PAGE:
Setting the World to Rights

I suppose you could say the first proper wine tastings I went to were at university at the wine society there. My Dad might like to point out the various wine tastings he held at home for his friends over the years where I might get a sip of wine if I was lucky, but I’m not sure that really counts. The uni wine tastings were great – we’d get a lecturer or someone from Oddbins along to talk to us about a few wines and we’d enjoy learning about the wines whilst drinking our way through them (not sure we’d heard of spittoons in those days). We even had someone from Wine Australia come to take us through some aussie wines a few times.
Well, don’t things just come full circle – for there I was last week as that person from Wine Australia doing wine tastings for various university wine societies. And it struck me that not only do things come full circle, they also don’t change. There was still the slightly geeky boys in the corner frantically taking notes (though these days it seems pen and paper has been discarded in favour of iPads), the postdoc types who think they know rather more than everyone else about wine and aren’t afraid to show it, and the gaggle of girls who are interested in the wines but halfway through the tasting get waylaid by such conversations as ‘5 year plans’ and ‘where will we be when we’re 30’ and generally setting the world to rights. Well, I’m not afraid to say I was one of those girls at my uni wine tastings and never in a million years would it have crossed my mind that by the time I was (nearly) 30 I’d be working in the wine industry, studying for my MW and hosting those same tastings.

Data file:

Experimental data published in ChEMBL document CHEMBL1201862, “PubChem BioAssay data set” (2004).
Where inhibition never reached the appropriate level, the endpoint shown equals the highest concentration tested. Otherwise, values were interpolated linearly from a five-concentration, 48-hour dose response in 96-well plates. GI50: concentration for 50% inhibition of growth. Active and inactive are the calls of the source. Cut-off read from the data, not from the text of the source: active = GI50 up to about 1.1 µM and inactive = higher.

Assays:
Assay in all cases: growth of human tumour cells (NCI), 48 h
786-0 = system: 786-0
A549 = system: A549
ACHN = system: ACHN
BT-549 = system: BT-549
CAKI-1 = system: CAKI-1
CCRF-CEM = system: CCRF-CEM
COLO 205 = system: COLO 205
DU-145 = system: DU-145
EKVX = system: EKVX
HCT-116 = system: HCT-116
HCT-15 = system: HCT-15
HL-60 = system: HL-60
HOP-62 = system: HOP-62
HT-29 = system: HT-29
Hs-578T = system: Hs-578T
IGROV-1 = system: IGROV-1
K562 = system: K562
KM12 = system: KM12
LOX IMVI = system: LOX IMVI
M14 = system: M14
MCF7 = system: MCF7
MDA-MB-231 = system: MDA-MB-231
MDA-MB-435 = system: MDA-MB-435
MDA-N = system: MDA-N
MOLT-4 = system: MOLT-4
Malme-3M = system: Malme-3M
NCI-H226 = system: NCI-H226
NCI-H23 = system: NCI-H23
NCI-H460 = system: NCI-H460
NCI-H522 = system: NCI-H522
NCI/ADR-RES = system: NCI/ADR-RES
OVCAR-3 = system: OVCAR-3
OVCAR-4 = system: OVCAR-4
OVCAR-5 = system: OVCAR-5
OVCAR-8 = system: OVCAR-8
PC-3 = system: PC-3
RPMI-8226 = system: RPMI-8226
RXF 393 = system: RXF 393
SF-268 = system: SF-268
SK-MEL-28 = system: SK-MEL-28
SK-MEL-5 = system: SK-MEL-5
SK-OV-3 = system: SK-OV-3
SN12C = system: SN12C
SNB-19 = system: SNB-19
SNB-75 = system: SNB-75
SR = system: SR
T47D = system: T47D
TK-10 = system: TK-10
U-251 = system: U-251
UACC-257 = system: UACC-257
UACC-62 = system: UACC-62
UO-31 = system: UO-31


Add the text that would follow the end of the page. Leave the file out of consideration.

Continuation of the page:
University wine societies are great. I made some fantastic friends through mine and we still see each other and enjoy a bottle or two of wine – and although the conversation has moved on somewhat, we do still like to discuss where we’ll be in 10 years time. But beyond that, it was these tastings that really instilled a love of wine in me – and shaped my career in the wine industry since then. It was heart-warming to see so much interest and enthusiasm from the students I talked to last week. With questions ranging from food matches, alcohol levels and soil types to debates on screwcaps vs cork and the potential effects of minimum unit pricing, there was clearly a huge willingness to learn about the whole subject of wine, as well as enjoying tasting the wines. As for the wines themselves, well we showed quite a range over the tastings at the five universities I visited including all of the main grape varieties and the main regions and surprisingly the top wine overall was voted to be a Riesling from Great Southern in Western Australia – Ad Hoc by Larry Cherubino. Surprising, as Riesling tends to be a grape variety that we in the wine trade love – but the general public don’t seem to have quite caught onto.
And that probably nicely sums up why I would encourage everyone with even the slightest interest in wine to join a wine society – at university or otherwise – and go along to wine tastings. Or even just to invite some likeminded friends over, open a few bottles and chat about the wines. For that is the best way to learn, to discover new wines and see for yourself what you like to drink. And that’s really what it’s all about. Setting the world to rights at the same time with a few friends is just a happy consequence.
Emma
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